Plastic pollution: An international treaty soon to tackle the menace

treaty to end plastic pollution
A global agreement to end plastic pollution will be finalised by the end of 2024 which will put forward international standards for monitoring production to ensure that plastics are recyclable and chemically safe.

The Intergovernmental Negotiating Committee on Plastic Pollution met recently in Uruguay to evolve a binding international treaty on plastics pollution. The meeting was a precursor to negotiations spread over the next two years for a historic global agreement to end plastic pollution, similar to the Paris Agreement of 2015. Like all other negotiations concerning environment, the INC meeting on plastics treaty also was sharply divided – while the hard-line opinion favoured an outright ban on ‘problem plastics’ and certain chemicals, the industry wanted to focus on recycling and targets dictated by national priorities.

The High Ambition Coalition to End Plastic Pollution, with 45 member countries, has called for curbs on single-use plastics which are used in packaging. As single-use plastics make up 50% of the plastic waste produced today, curbs on them can cut pollution in a big way. It can influence consumer and industry behaviour by forcing a mindset change. The cost of plastic pollution in terms of environmental damage and degradation of the ecosystem is estimated to be more than $100 billion annually.

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The INC is expected to come up with an international standard for monitoring production to ensure that plastics are recyclable and chemically safe. About a quarter of chemical inputs used in plastics production are harmful and could cause health problems such as asthma and infertility.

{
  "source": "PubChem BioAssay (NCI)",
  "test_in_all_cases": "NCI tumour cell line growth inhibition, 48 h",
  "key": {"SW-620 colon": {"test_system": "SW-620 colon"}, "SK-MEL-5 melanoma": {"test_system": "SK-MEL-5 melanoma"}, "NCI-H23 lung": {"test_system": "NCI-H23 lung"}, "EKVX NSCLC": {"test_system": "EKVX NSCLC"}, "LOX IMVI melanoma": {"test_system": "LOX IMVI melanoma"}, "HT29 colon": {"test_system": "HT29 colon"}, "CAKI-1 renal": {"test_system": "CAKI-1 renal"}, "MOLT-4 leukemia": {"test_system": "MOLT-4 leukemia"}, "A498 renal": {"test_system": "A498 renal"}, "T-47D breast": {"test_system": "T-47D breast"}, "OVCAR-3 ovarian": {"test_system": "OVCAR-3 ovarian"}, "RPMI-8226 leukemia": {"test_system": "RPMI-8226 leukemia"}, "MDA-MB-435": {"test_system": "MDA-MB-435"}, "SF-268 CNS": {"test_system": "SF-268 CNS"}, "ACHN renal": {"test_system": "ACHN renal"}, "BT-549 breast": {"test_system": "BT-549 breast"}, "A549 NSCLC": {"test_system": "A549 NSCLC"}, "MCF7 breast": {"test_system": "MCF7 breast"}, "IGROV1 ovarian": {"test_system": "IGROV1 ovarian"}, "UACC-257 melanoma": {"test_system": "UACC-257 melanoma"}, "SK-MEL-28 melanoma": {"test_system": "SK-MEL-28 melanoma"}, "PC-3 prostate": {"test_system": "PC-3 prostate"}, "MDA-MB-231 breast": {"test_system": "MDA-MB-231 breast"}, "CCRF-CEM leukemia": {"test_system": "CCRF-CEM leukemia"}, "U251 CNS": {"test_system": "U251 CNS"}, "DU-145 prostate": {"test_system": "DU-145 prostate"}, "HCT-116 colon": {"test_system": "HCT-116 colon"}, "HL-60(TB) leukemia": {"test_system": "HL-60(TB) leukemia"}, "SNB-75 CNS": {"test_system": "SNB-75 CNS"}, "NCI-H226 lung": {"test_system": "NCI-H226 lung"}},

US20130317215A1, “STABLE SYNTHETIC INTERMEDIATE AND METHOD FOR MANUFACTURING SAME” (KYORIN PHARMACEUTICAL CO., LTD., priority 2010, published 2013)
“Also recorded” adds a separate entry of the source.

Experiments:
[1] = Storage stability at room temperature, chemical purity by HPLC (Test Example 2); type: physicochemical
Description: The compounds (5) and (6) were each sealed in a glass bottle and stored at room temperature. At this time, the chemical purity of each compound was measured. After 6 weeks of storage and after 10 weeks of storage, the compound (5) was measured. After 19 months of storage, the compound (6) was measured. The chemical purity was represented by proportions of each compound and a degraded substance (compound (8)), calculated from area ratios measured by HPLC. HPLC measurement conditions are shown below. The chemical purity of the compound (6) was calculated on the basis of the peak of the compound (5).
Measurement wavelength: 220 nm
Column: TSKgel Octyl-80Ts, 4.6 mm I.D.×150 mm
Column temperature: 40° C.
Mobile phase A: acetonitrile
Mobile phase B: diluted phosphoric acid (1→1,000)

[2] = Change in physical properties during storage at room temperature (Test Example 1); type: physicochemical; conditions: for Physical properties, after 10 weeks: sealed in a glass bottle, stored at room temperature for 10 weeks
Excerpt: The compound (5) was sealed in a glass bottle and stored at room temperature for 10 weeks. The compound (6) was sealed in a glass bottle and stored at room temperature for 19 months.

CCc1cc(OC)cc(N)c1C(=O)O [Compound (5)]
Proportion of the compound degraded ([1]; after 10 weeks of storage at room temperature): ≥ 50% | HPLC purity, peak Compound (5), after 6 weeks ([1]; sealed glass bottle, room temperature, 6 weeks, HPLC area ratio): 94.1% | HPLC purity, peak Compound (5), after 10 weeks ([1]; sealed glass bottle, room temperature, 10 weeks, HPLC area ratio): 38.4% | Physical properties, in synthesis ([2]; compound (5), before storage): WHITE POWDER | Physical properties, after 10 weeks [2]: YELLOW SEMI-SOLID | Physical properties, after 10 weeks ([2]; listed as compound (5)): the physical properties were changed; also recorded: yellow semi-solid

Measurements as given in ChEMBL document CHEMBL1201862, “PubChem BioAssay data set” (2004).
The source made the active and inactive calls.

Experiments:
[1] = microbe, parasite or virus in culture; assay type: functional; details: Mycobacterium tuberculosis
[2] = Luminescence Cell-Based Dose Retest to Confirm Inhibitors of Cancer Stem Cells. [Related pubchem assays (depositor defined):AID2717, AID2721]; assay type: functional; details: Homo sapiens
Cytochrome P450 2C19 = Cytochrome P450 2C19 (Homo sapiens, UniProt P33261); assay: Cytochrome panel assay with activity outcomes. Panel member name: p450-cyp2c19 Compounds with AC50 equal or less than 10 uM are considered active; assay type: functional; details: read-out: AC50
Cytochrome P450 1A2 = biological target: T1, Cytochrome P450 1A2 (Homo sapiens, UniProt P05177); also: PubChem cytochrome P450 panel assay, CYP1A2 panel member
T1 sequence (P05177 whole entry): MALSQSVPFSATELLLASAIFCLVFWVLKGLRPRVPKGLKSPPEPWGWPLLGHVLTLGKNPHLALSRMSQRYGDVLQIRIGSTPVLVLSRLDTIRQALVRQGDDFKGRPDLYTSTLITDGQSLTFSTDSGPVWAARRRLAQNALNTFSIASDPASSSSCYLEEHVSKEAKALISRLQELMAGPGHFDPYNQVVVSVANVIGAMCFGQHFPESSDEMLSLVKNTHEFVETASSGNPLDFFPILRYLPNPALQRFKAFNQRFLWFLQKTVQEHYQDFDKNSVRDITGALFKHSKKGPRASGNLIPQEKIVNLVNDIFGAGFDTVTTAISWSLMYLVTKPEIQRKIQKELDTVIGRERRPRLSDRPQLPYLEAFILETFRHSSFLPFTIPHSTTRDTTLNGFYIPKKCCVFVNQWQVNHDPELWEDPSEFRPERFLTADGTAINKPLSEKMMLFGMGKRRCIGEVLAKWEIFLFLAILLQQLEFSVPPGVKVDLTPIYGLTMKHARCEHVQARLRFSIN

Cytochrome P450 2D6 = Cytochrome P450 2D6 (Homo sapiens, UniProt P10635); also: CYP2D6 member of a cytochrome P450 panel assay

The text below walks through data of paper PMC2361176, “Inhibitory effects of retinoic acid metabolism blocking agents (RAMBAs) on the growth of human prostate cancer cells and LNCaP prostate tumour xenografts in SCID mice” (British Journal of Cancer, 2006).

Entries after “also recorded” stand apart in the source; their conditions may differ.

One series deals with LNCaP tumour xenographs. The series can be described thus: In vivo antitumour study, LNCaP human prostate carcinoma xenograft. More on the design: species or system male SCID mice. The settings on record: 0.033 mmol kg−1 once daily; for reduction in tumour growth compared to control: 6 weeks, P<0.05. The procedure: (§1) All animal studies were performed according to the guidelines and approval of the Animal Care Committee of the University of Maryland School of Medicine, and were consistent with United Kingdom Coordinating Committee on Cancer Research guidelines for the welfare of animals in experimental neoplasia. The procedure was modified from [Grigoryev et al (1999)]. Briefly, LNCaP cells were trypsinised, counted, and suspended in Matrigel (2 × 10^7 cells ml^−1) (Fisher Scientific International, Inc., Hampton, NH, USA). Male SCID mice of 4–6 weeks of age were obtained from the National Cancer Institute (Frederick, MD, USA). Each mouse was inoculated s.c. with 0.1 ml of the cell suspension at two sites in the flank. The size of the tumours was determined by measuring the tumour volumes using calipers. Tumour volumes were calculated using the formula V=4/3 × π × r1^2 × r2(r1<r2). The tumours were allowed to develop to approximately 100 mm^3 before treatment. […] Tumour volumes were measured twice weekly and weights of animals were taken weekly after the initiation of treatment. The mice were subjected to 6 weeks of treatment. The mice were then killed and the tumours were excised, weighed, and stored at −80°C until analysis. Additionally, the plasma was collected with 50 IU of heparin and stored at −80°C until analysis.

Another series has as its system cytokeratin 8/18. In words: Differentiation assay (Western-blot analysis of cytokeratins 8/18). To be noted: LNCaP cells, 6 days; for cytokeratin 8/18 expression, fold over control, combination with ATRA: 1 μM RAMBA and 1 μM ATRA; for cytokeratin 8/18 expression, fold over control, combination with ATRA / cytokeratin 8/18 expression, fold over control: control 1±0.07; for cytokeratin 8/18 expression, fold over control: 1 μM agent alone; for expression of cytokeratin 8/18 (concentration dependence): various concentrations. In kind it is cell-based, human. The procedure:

A circular economy to end plastic pollution

Most of the plastics produced currently cannot be not recycled. Corporates’ push for recycling could be a major pain point in the negotiations as most plastics are not recyclable. Just less than a tenth of plastic waste is recycled at present. Allowing countries to define national priorities could be another problem. The US backed by the plastics industry is strongly pitching for a model that will allow countries to decide their respective national action plans.

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The United Nations Environment Assembly had in March decided to create a legally binding agreement that covers the lifecycle of plastics, products and business models. The treaty, which will be finalised by the end of 2024, will devise rules for tackling plastic pollution. Plastic accounts for 85% of all litter in the oceans. The UNEP expects the quantity of plastic waste in the ocean to triple by 2040.

The treaty should ensure that producers pay for collection, sorting and recycling of the plastic products they manufacture. This could help clear landfills and will take the financial obligation of waste management away from local governments. If companies that create this waste cannot do this, then they should not sell the product in the market. To stop large amounts of plastic flowing into the ocean, the countries need to agree on a deadline to reduce use of plastic.

A circular economy for plastic is not possible till the companies that produce them agree to fund recycling. The governments could charge a levy on the production of polymers to make this happen. The nations must make it obligatory for retailers to buy back plastic waste and reuse it. The companies can pass on the additional cost towards recycling. The circular economy will ensure that plastics that cannot be reused or recycled are not produced.

In several less developed countries, plastic waste is burnt which is a major source of air pollution. Close to 5 million people die of air pollution every year, most of it in developing nations. There are several studies that have found presence of microplastics in human body, which is inhaled while breathing or consumed through food and water. Small plastic particles cause severe skin and lung infections.

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